This quilt is of a more somber note -- it is a memorial quilt for a boy named Alex, who died too young from bone cancer. We are preserving all his clothing in this quilt, to live on the bed in his former room and be a comforting source of warmth for the family he left behind. I feel honored to be able to create a project like this for his loved ones. 

First thing first, I wanted it to be as happy as possible and be something that an 11-year old boy would find fun. I was so tickled when I found out that Alex loved turtles because turtles have always been my favorite animal. The one request that his mother had, was that she wanted a pouch somewhere on the quilt that she could put his blankie in. That triggered the idea for a big turtle in the middle with a zippered shell that she could use. I started by sketching my turtle on craft paper. When I finally was happy with that design, I took to the mind-bending task of breaking down sections into separate appliqué pieces and figuring out the order of how everything would be sewn.

 Starting with the shell, I cut a piece of fabric the full size and then broke down my kraft paper pattern into each shell segment, using them as cutting templates. Here I recruited the help of some fabric spray adhesive (I love fabric spray adhesive) to place each chunk. It helped that some pieces overlapped each other so that I had wiggle room for adjustments and knew that each edge would get well-secured.

 Then I powered through some intensive satin stitch work on my home machine. This was great fun because of the small scale. My biggest problem with quilting is how large everything gets, and wrangling foot after foot of fabric through the machine can get tiresome. Not to mention, I only have so much space in my studio. So it was nice to get to work on something little :)

 All the other pieces were treated in a similar manner, with the exception of the bottom of the shell, where the zipper went. Can you see it? I would've loved to hand-turn the body of the turtle with a traditional, invisible appliqué stitch, but time wouldn't allow for that. And it was pretty nice to get this whole project done within 2 days, especially since I've hardly any experience with appliqué, I kinda surprised myself with my ability to put this together! I used yarn french knots for the pupils and a sliver of Ariel's hair (from a Little Mermaid bedsheet) for the mouth. I'm totally thrilled with the results and feel like I achieved exactly the look I was going for.

Here I am, getting the quilt quilted on a long-arm quilting machine. And as soon as I finish the binding, I will get full shots of the completed quilt up in this blog! Can't wait to share this with Alex's family and all of you!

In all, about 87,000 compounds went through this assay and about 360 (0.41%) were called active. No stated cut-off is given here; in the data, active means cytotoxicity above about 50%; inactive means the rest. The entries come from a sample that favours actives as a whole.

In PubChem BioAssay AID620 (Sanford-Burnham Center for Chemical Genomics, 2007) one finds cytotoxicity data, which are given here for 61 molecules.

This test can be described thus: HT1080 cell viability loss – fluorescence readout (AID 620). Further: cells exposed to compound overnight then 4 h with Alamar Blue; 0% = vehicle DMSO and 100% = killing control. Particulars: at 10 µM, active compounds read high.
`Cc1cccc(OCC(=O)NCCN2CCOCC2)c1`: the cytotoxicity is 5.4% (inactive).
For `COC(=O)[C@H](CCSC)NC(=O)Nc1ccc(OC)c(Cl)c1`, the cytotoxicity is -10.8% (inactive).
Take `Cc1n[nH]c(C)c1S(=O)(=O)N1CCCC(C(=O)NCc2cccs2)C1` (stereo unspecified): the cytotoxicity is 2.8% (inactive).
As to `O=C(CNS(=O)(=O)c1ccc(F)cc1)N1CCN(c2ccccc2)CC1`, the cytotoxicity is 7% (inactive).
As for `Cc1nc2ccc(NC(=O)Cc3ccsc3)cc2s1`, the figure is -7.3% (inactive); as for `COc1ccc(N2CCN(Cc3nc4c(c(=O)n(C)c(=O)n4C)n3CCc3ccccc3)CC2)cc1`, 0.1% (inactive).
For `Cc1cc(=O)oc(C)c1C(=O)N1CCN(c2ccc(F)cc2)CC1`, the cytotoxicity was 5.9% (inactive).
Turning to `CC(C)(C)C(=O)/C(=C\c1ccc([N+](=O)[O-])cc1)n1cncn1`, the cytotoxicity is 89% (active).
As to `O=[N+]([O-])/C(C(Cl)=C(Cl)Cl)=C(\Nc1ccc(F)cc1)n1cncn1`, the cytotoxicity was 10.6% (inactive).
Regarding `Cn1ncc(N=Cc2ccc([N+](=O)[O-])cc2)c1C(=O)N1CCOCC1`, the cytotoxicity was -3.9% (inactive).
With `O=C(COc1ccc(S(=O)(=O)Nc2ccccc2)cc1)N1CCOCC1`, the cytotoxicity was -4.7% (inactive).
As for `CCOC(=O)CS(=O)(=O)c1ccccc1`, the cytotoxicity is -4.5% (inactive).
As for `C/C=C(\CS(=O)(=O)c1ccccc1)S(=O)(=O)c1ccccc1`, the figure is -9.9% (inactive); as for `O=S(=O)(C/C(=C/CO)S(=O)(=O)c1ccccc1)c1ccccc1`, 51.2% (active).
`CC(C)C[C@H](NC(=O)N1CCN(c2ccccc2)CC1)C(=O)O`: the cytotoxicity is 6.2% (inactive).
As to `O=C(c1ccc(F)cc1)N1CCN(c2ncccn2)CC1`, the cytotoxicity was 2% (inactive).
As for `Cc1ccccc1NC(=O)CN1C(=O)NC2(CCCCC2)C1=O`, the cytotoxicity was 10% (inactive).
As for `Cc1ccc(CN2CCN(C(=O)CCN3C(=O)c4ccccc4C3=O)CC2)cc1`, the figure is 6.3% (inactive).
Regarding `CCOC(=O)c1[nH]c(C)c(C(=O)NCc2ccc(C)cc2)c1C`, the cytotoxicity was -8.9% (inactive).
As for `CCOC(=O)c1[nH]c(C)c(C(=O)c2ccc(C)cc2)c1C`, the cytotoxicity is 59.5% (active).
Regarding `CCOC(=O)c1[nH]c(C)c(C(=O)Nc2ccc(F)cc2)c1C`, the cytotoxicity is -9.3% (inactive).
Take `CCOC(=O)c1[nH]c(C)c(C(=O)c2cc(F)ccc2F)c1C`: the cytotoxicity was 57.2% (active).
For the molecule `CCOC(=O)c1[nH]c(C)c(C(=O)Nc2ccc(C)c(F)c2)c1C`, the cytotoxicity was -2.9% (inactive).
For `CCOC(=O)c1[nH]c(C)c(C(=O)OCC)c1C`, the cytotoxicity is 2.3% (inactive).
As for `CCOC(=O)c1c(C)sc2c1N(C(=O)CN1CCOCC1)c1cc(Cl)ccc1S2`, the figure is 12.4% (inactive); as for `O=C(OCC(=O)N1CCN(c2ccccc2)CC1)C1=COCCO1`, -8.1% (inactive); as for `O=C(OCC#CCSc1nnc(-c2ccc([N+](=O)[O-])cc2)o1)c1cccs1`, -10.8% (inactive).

Monday, May 19, 2014

Trials & Errors

Today I find myself reflecting on a week's work of disappointments and misdirected energy. Yesterday I gave my second ever attempt at setting up a booth and putting my shit on the table. Nomad, a women's eco-clothing boutique started by Gaia Conceptions in Greensboro, had a grand opening festival in their new parking lot and invited me to set up a booth. I normally would never consider such an offer but I really like Andrea, the owner, and I really like her business model and this amazing resource she is bringing to the community -- and it was FREE. I figured "why not?" I've been working on small-scale pieces and had art prints and postcards lying around the house.... I could fill a table.

And I did fill a table -- filled a whole 10' x 10' chunk of asphalt! I did rather enjoy a bit of decorating and was pleasantly surprised by my mother-in-law's fun tent that I unfurled for the first time on site.

Throughout the 7-hours I was there behind that table, I gave out less than a dozen business cards and sold a whopping 7 postcards...ok, ok, I knew I wasn't going to sell much, and I saw it as more of a 'getting-out-in-the-public' sorta opportunity, but it still felt disappointing realizing that
1) this was not an appropriate venue for my work and 2) I just wasted a whole day focusing my energy in the wrong direction. I STILL really enjoyed being there, I mean it was a waste strictly from a business p-o-v. As Adam drove us away after helping me pack up, he stated that he "knew that wasn't going to be the right outlet for me". I suppressed the instinctual...


...but what really bugged me was that this was the second time in one week that Adam was saying this to me. Wanna hear more? Ok, I tell you :)

I applied for a spot as a member in the prestigious Piedmont Craftsmen Guild, based in Winston-Salem, NC. Not a huge undertaking but you pay a fee and submit photos of your work with descriptions of your techniques and materials. If you make it past that first part, then you go on to exhibit your work at their huge fair in November. I was looking to find any new venue to show my work so I entered. I didn't get in - not too bummed at this point - but then I asked for feedback and got a healthy dose of criticism. Lemme tell you, that shit is HARD TO SWALLOW! Once again, I talked to Adam about it all and he gave me the same 'I knew all along it wasn't gonna work' comment. 

How is it other people are privy to what's best for me and I'm learning this all in hindsight?